Will this change anything on the ground?
Without the acknowledgment of Israel and the U.S., the U.N.'s recognition of a Palestinian state based on pre-1967 boundaries is largely a symbolic move.
But to Palestinians, that recognition constitutes an important endorsement of the legitimacy of their claim to statehood, said Scobbie, potentially strengthening their hand in talks with Israel on sticking points.
In terms of substantive gains, it will assist a Palestinian attempt to join the International Criminal Court and to be able to ask the body to investigate acts committed by Israel as potential war crimes.
In April, the ICC blocked a request to investigate the 2008-2009 Gaza war, saying it was up to other bodies to determine whether the Palestinians could be considered a state, which in turn would allow it to join the court.
"If Palestine gets statehood then makes a successful application to join the ICC, that could create problems for Israel because of the way it conducts military operations in the West Bank and Gaza," said Scobbie.
"If the ICC issues arrest warrants, those Israelis have limited choices of travel because states party to the ICC would be under obligation to arrest them if they landed on their territory."
What is Israel's position on the statehood bid?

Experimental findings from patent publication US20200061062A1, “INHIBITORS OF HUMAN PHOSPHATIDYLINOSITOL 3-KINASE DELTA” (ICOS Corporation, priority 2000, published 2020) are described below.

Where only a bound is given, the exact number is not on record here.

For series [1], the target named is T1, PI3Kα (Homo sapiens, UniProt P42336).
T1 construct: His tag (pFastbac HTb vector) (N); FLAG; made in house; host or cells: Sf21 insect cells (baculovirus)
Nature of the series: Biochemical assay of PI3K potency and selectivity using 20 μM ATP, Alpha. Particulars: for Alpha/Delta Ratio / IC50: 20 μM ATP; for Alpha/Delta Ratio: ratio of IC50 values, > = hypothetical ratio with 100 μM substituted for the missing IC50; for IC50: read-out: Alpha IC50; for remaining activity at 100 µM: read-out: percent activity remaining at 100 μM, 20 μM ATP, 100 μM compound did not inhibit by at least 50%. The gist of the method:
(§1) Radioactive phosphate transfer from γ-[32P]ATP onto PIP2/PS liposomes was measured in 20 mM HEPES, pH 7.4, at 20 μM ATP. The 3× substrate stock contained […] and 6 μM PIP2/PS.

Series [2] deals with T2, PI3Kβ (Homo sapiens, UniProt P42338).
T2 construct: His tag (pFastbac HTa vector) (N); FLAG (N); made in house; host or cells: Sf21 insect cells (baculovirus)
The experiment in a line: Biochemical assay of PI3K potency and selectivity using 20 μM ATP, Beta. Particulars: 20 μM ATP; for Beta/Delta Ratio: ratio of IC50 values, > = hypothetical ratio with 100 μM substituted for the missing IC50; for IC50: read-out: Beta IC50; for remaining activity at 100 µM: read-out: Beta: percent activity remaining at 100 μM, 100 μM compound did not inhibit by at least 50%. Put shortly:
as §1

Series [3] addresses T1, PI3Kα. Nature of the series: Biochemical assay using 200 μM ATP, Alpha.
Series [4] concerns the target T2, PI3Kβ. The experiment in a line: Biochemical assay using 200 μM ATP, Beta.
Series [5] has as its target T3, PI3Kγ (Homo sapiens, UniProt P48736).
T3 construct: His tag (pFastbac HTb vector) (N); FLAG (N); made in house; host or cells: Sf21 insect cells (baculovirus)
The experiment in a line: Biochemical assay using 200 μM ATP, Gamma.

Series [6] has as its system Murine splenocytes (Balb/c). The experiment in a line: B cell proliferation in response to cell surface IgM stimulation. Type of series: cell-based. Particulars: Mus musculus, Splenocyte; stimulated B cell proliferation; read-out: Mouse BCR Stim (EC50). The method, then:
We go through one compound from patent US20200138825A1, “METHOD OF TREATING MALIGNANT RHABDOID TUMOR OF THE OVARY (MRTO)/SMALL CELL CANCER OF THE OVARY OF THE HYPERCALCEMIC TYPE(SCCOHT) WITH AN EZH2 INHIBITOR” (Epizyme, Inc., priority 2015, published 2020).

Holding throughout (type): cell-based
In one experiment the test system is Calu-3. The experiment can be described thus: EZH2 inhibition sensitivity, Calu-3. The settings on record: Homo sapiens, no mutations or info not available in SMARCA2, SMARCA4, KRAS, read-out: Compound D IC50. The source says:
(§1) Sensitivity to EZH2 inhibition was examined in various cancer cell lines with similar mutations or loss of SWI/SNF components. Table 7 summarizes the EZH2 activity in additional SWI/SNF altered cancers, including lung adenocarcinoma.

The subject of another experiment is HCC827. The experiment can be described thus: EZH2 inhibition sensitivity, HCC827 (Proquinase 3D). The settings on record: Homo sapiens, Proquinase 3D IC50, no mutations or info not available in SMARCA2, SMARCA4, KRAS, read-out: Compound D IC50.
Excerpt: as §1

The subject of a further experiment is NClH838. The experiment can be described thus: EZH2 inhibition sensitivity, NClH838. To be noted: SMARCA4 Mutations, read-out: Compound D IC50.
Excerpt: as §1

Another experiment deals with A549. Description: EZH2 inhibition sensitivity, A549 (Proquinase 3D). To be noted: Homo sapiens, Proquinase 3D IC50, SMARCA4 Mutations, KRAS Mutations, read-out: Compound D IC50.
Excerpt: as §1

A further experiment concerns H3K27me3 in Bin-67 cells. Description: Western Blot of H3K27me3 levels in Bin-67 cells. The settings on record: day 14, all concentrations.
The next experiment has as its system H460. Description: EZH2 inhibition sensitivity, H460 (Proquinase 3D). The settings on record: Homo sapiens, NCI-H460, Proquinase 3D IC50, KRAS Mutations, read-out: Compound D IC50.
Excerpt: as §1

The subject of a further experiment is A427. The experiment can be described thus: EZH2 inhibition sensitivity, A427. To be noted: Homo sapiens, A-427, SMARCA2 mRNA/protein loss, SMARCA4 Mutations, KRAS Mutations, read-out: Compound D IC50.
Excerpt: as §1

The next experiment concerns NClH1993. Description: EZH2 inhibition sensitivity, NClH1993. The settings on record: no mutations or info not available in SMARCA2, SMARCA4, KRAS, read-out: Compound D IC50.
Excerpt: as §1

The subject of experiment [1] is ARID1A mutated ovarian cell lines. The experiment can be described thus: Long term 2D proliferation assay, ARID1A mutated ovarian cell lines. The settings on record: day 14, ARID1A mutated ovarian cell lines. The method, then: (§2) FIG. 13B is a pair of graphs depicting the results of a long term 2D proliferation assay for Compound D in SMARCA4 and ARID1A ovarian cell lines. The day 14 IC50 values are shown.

Israel has said any Palestinian attempt to elevate their status at the U.N. would amount to a unilateral action that would pre-empt final-status peace talks. This, Israel says, would violate their previous commitment to resolve outstanding issues through negotiations.
Along with the U.S., it believes U.N. action does not take the place of direct negotiations.
According to U.K. media reports, Britain has told the Palestinians they will support their bid only if they make an understanding not to pursue Israel for war crimes in the ICC and to resume peace talks.
What do Western countries think?
France made news this week by saying it would vote in favor of the Palestinians' request, becoming one of more prominent European countries to take that position. Portugal, Spain and Switzerland also supported the Palestinians' bid. The United States and Britain oppose it.
The French, who were once considering two scenarios, on Thursday backed the statehood bid.
"The game is to be in a better position down the road with the Palestinians," said Elliott Abrams, a Middle East expert with the Council of Foreign Relations. "France wants to be able to better influence them."
Polls in most Europeans cities overwhelmingly support Palestinians and take a dim view of Israel, he said. That explains why Portugal, Spain and Switzerland also sided with France.
"It's all local politics in Europe," Abrams said. "A politician in European countries is going to have to ask, 'What do I gain by supporting the Israelis on this?' The answer is you don't gain anything in political terms."
The United States views the bid as a bad idea, Abrams said, but that's an easier position to take for a country that is geographically alone and strong individually. Plus, the U.S. supports Israel and believes the only way to achieve peace and improve the lives of Israelis and Palestinians is at the negotiating table, Abrams said.